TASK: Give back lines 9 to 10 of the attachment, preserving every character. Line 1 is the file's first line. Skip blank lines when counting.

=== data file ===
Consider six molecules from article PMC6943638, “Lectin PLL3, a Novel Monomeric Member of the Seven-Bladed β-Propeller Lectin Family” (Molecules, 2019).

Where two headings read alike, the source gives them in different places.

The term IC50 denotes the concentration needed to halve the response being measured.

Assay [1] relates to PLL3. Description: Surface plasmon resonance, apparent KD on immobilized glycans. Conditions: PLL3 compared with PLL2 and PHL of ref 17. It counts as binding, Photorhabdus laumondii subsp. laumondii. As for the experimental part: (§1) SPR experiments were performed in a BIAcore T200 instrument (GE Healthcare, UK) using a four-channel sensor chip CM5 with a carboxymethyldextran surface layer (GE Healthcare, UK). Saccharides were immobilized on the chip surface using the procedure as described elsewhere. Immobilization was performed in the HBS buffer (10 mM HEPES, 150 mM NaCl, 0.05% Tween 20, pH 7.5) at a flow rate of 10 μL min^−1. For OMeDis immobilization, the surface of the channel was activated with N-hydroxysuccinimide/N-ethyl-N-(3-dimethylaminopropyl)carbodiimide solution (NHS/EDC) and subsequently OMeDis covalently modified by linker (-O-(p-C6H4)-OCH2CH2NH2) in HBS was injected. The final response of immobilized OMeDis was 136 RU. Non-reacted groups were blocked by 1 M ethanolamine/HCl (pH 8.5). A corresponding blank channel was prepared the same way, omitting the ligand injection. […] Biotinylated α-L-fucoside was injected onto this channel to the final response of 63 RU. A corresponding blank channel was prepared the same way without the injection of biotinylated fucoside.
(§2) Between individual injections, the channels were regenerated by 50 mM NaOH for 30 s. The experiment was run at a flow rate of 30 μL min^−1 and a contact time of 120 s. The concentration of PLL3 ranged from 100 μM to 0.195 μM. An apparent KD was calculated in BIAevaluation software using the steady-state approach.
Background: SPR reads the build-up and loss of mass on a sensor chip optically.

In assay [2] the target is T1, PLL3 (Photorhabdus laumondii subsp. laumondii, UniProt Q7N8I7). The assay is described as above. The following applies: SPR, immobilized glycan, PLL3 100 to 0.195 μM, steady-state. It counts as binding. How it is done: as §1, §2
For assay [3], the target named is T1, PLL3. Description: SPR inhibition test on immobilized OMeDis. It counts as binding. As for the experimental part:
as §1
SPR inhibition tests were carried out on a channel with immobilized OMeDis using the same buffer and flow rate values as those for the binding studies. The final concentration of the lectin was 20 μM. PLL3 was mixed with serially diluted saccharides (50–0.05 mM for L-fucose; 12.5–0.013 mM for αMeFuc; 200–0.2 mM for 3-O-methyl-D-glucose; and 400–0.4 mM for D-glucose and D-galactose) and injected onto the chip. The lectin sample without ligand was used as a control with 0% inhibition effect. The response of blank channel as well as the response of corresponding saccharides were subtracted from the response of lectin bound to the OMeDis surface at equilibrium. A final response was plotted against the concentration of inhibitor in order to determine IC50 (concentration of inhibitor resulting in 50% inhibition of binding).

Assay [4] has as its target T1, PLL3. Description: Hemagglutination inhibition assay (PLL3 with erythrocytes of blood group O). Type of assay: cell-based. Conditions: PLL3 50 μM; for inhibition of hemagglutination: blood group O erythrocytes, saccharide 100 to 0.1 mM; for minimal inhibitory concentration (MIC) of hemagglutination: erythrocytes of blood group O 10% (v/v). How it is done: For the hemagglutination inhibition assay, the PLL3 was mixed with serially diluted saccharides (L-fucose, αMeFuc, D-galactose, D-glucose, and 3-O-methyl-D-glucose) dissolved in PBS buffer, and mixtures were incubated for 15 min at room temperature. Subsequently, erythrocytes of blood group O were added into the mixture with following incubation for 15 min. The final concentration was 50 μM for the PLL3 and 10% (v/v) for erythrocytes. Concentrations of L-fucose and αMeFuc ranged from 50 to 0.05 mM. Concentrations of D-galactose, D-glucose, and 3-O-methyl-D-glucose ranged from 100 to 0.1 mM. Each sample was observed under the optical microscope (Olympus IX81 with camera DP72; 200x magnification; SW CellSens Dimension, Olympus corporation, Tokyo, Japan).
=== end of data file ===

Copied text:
as §1
SPR inhibition tests were carried out on a channel with immobilized OMeDis using the same buffer and flow rate values as those for the binding studies. The final concentration of the lectin was 20 μM. PLL3 was mixed with serially diluted saccharides (50–0.05 mM for L-fucose; 12.5–0.013 mM for αMeFuc; 200–0.2 mM for 3-O-methyl-D-glucose; and 400–0.4 mM for D-glucose and D-galactose) and injected onto the chip. The lectin sample without ligand was used as a control with 0% inhibition effect. The response of blank channel as well as the response of corresponding saccharides were subtracted from the response of lectin bound to the OMeDis surface at equilibrium. A final response was plotted against the concentration of inhibitor in order to determine IC50 (concentration of inhibitor resulting in 50% inhibition of binding).